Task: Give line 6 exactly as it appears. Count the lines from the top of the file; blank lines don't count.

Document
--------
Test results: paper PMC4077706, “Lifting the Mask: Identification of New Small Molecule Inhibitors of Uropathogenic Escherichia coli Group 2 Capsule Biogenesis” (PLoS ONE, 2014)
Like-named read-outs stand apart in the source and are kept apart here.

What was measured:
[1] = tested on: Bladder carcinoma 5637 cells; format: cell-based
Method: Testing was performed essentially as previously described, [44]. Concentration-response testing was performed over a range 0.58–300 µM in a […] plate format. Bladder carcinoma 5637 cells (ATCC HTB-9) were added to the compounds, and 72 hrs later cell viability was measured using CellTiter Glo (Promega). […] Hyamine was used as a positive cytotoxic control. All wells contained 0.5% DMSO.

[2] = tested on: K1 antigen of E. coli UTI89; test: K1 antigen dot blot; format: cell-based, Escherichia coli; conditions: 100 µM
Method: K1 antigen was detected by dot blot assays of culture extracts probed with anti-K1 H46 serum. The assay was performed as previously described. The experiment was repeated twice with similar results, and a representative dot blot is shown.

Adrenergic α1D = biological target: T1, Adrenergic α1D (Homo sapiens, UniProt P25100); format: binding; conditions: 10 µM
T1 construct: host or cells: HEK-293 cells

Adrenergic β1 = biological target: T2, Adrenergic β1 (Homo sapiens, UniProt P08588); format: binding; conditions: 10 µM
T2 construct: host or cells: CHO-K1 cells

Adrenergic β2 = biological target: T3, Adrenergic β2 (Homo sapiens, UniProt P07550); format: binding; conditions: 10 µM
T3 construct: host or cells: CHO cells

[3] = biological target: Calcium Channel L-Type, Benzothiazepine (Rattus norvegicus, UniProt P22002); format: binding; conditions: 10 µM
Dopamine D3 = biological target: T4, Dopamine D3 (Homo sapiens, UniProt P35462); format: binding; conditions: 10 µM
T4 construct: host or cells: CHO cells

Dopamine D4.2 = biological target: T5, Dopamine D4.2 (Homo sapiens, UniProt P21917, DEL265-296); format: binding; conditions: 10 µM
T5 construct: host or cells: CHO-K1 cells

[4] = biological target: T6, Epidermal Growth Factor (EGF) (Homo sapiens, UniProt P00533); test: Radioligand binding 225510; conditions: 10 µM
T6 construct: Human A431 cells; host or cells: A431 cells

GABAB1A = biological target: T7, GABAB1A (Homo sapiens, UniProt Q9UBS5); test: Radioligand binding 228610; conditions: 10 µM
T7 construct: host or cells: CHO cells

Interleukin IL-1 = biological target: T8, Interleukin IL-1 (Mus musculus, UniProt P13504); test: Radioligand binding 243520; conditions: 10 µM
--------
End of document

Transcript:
[2] = tested on: K1 antigen of E. coli UTI89; test: K1 antigen dot blot; format: cell-based, Escherichia coli; conditions: 100 µM